We recently attended the American Association of Anatomy's2024 Anatomy Connected conference held this year in Toronto. TVASurg team members Joy Qu and Lesia Szyca presented with other medical illustration professionals at the Association of Medical Illustrators-sponsored group session "Design Thinking and Visual Communication through the Lens of the Medical Illustrator". TVASurg team member Paul Kelly, and host of the Medical Illustration Podcast was also in attendance and has compiled a podcast about the event:

Day 1: Friday, 22nd of March 2024

On the evening of Friday the 22nd of March 2024, the event kicked off with a plenary session by Dr Kurt Schwenk, from the Department of Ecology & Evolutionary Biology at University of Connecticut, who presented on using micro videography to study precise movements of lizards in capturing prey. This is a good place to point out that the work of anatomists can span a wide range of species, not just humans. He worked as a zookeeper in Brooklyn NY while pursuing his PhD. His focus more recently has been on the lizard tongue. This was high speed anatomy in motion. Really cool and presented with lots of histological images from the lab and high-speed video clips, so you could see these unique tongues, composed of pure muscle tissue taking on dimensional changes with conservation of volume throughout complex motions for prey capture. This line of study looked into the biological adhesive qualities and unique structural qualities such as the hexagonal shape of tongue papillae allowing for maximum packing. We got to see the Chameleon tongue “bedewed with viscous secretion” changing shape before it even contacts its prey. Pretty wild!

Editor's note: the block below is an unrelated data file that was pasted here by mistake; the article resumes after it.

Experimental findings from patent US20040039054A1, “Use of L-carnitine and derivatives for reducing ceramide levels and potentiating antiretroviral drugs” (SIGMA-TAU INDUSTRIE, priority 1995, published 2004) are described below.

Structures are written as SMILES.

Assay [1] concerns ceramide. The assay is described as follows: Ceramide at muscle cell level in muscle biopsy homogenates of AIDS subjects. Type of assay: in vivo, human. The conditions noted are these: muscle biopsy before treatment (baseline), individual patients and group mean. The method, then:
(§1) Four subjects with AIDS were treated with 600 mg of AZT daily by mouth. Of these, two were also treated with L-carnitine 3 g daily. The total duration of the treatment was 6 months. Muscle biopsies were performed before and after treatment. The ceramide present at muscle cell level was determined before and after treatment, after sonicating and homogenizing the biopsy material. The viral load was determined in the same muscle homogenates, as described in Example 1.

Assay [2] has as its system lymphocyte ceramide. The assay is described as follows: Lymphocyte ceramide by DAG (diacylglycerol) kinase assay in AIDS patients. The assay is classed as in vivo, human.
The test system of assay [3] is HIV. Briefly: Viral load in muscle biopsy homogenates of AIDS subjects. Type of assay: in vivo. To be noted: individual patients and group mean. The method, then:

Day 2: Saturday, 23rd of March 2024

Before attending the conference I noted in the program that AI was a feature in many presentations. These began on Saturday morning with a panel discussion–a set of presentations from Patrick Pennfather, assistant professor for Theatre and Film at the University of British Colombia. He was quite enthusiastic about the prospects for AI, and shared some of his personal journey which included early investigations into fish movement patterns. Interestingly enough I’ve heard people talk about that before being a useful application for these kinds of tools. His motivations were to investigate the process of developing technology that solves a human problem. So we need to identify problems to solve, and then we can identify generative AI as a potential solution if we understand the challenges which include the complexity of science, the potential for misinformation bias, of course, data privileges, hallucinations of the AI, and public skepticism. He concluded with a recommended actionable item, which was to spend more time and focus on data organization and metadata labeling, which I thought was interesting because metadata is something leaders in our field such as Tonya Hines have been encouraging for quite a while now, so I definitely see how that would translate into our field.